This post was originally published here.
Recently, we’ve encountered some problems with SCOM 2007 R2 monitoring of a BizTalk 2010 environment. The SQL Agent Job “Backup BizTalk Server (BizTalkMgmtDb)” failed, but we didn’t receive any SCOM alert about that. The first reflex was to look at the BizTalk Management Pack.
BizTalk Server Management Pack
The BizTalk Server Management Pack contains a rule, called “CRITICAL ERROR: A SQL Server agent job failed – Backup BizTalk Server”, which is responsible for alerting us in case of troubles. The rule is disabled by default, but we had already enabled the rule with an override.
Why didn’t we receive an alert? We had a closer look at the default rule and discovered that this is the way of identifying the backup job failure:
- It’s a rule that subscribes on the event log [TypeID=”Windows!Microsoft.Windows.EventProvider”]
- It looks for event log entries with ID = 208 [EventDisplayNumber equals 208] in the Application log
- The computer name is set to $Target/Property[Type=”Microsoft.BizTalk.Server.2010.ServerRole”]/ComputerName$
When the error occurred, we indeed discovered event log entries with ID 208 on the SQL server. But this rule is subscribing on the event log of the BizTalk server. Conclusion: the default rule will only work on a single box installation (SQL server and BizTalk server have the same event log).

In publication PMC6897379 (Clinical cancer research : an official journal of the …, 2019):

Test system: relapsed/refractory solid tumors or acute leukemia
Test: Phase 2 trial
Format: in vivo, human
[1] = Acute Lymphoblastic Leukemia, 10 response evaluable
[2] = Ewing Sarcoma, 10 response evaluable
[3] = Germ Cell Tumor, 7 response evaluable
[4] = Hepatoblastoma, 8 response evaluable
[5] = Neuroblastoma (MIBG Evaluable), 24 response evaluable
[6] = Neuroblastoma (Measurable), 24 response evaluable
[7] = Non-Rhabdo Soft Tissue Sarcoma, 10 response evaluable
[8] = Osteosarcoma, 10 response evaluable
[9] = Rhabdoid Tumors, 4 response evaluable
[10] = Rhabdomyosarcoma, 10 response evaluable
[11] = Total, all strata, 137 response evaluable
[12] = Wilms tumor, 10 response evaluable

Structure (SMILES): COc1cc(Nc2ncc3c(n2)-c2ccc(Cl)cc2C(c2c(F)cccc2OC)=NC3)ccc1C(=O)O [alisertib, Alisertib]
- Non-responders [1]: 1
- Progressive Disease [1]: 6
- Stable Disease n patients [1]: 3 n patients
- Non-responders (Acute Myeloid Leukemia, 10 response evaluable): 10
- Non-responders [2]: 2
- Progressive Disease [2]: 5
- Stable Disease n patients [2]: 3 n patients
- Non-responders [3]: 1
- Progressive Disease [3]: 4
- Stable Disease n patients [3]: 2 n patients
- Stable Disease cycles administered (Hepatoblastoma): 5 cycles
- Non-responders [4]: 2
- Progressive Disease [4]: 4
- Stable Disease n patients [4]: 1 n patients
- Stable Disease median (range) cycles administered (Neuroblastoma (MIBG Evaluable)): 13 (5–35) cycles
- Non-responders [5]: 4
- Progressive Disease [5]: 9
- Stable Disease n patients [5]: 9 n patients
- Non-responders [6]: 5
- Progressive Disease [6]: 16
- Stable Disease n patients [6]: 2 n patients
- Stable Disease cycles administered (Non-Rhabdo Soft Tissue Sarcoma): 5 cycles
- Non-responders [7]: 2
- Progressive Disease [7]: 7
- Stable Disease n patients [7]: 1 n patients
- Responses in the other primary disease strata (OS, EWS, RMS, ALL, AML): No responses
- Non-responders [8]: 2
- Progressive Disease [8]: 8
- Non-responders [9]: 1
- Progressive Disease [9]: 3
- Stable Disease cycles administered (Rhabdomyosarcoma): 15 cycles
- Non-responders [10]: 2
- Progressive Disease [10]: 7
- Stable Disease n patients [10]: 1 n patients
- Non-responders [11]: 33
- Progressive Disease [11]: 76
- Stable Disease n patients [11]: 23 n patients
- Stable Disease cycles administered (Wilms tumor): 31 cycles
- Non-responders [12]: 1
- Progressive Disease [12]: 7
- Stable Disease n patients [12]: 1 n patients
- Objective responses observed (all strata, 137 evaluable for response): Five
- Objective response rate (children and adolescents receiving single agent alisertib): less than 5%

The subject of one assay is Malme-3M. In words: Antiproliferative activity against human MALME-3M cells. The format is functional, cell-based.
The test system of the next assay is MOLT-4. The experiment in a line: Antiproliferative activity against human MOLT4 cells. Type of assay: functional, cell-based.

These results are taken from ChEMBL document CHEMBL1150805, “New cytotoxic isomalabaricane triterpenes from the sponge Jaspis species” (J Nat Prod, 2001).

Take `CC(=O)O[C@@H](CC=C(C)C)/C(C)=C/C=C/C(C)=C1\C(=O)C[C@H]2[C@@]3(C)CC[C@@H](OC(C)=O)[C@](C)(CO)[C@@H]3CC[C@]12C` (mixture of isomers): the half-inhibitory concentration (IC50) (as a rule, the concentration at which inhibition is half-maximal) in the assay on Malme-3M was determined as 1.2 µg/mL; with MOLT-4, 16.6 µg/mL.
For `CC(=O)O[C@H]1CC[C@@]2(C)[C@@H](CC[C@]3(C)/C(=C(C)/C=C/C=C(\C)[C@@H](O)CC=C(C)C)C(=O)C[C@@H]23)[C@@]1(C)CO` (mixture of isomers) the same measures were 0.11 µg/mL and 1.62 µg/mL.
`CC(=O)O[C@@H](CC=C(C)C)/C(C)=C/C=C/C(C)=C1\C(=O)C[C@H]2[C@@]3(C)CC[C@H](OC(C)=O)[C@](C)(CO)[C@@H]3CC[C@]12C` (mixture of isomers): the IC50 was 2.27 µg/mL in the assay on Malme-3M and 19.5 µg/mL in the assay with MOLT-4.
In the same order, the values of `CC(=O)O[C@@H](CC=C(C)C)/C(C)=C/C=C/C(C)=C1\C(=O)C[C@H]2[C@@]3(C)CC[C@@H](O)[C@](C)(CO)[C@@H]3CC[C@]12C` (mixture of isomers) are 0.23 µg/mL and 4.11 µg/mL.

To solve this issue, we’ve created a custom rule, based on the default one. The custom rule had exactly the same configuration, except for the computer name that we’ve changed to:
Now the rule was subscribing on the event log of the SQL Server (running the ManagementDb), and we received an alert when the backup job failed. This worked fine, until we deployed this rule against a multi-server BizTalk environment, containing a SQL Server cluster. Suddenly we’ve received SCOM errors, complaining that the SCOM Agent couldn’t access the event log of the MgmtDbServer. The cause of this is that the BizTalk Management Pack actually discovers the virtual SQL Server Cluster name. As this is not a physical server name, it’s normal that the SCOM Agent can’t access the event log.
To overcome this issue, we could have created a new custom rule, which uses the discovered MgmtDbServer and performs a query on the [msdb].[dbo].[sysjobhistory] system table. The sysjob tables contain all needed information to detect SQL Agent Job failures. As this is too complex, we decided to have a look at the SQL Server Management Pack.
SQL Server Management Pack
As it is actually a SQL process that fails, the SQL Server Management Pack should be responsible for alerting us. But why didn’t that happen? There are actually two reasons for this:
- The discovery of SQL Agent Jobs is disabled by default.
- The alerting for SQL Agent Job Failures is disabled by default.
We enabled the discovery and alerting, tested the solution and everything went smooth.
SQL Agent Jobs should be monitored by the SQL Server Management Pack. This Management Pack should always be installed in a BizTalk environment, as SQL Server is the core of BizTalk. Please, keep in mind that the alerting of SQL Agent Jobs is disabled by default.
It’s actually a strange approach of Microsoft to try to include the monitoring of the SQL Agent Jobs in the BizTalk Server Management Pack. Certainly because the default implementation only works for a single box installation. On MSDN you can find a vague description on this subject.